I’m not much of a bread person. Some people seem to need it with almost every meal but I would normally say that if I never saw another slice again I’d be fine. But there is an exception and this bread is it…
Growing up in the USA, I always loved a black bread we called ‘pumpernickel’ which was dark and slightly sweet and nutty – so much more flavourful than any white or even brown loaf could ever be. (And as an added bonus, ‘pumpernickel’ is one of the best food words out there, almost on par with ‘frangipane’!) It’s one of the few foods I haven’t found a substitute for here in the UK. I tried buying something called pumpernickel in the supermarket but it wasn’t quite right and after a bit of research I realised why. The official German version of pumpernickel is quite a different thing than what I grew up eating – it’s a much plainer, crumblier bread without all the lovely spices that make the American version so tasty. So if I wanted the kind of pumpernickel I was craving there was only one solution – make it myself.
Since I’m not much of a bread eater, I’ve never been much of a bread baker, other than the odd pizza dough or focaccia. I was a bit nervous to try making black bread as many of the recipes out there have long, scary ingredient lists so I’ve tried to simplify things. I was really pleased with how this turned out – so good that I devoured half the loaf within 20 minutes of it coming out of the oven! If you’re also a novice bread maker and want more top tips on how to bake the perfect loaf, have a read of this guide from Delicious magazine or check out the many great blogs that have more to say on the subject, like smittenkitchen.com.
- about 300g jar of good-quality dark olives such as Kalamata in brine
- 1 tablespoon cider vinegar
- 1 tablespoon dark brown sugar
- 1 package of dry yeast
- 250g white bread flour
- 100g rye flour
- 1 tablespoon cocoa powder
- 1 tablespoon caraway seeds
- 1/2 teaspoon fennel seeds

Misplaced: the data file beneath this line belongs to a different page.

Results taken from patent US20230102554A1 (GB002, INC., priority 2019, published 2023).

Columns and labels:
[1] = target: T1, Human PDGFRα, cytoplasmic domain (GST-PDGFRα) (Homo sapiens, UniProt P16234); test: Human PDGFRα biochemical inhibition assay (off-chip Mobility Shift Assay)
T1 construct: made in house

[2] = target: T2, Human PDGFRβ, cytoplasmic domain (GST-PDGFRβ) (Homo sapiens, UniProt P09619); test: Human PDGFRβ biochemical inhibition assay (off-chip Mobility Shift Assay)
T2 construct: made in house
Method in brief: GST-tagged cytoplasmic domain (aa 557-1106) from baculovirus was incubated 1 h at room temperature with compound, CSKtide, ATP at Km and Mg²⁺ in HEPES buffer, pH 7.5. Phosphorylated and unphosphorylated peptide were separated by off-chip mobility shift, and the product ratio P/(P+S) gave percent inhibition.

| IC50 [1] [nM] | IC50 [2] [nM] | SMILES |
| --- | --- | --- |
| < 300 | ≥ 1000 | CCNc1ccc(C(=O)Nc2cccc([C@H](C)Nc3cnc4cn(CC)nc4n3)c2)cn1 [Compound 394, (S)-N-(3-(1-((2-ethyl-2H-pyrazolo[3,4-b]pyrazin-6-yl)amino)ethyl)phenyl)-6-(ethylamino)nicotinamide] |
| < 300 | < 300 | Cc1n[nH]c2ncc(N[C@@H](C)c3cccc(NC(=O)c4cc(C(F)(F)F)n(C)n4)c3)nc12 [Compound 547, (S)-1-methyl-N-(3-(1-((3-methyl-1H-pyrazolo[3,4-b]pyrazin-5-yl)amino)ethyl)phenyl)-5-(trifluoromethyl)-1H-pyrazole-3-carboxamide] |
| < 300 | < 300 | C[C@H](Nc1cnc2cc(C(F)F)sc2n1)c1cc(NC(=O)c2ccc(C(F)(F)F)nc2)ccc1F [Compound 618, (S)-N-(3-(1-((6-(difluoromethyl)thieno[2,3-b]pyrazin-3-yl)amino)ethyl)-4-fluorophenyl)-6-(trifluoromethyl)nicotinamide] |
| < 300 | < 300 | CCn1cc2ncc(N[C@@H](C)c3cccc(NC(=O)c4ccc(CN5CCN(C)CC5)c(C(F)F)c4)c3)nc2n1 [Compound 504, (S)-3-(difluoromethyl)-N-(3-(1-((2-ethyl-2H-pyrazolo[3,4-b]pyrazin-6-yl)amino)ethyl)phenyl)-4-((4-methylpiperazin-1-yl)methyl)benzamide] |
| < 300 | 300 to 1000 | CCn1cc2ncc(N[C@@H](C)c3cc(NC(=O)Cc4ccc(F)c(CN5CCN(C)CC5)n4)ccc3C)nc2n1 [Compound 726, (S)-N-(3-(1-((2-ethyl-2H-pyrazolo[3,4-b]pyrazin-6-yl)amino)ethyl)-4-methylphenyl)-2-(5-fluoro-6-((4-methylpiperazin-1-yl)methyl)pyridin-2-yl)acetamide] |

- Drain the olives and keep the brine. Add the vinegar and top up with water to make 250ml.
- Stir in the brown sugar and the yeast and leave for 10-15 minutes for the yeast to activate. The yeast mixture should bubble slightly.
- Preheat your oven to 50C. Meanwhile, mix the flours with the cocoa powder and seeds, either by hand or in an electric mixer with a dough attachment.
- Then mix the liquid into the dry ingredients. If using an electric mixer, the dough will come together quite quickly so that it becomes a solid mass and separates from the mixing blade. When this happens, remove from the processor and knead in the olives. If kneading by hand, work the dough until it has a smooth, springy consistency (5-10 minutes) and then add the olives. The original recipe from the Guardian leaves the olives whole, but next time I make this I might slice them thickly just to make the dough a bit easier to work with.
- Turn the preheated oven off. Cover the dough and place on a tray in the oven to rise.
- Remove once it has doubled in size, in about 1-2 hours. Gently knead and shape into a round loaf.
- Cover and place in the warm oven again for 45 minutes to an hour.
- Remove the loaf and heat the oven to 220C. Cut a cross shape into the top of the bread with a knife.
- Put the loaf into the oven and reduce the heat to 190C. Bake the loaf for 35-50 minutes, until it makes a hollow sound when you tap it.
- Cool slightly on a wire rack – but make sure to try a warm slice or two with some butter… yum.
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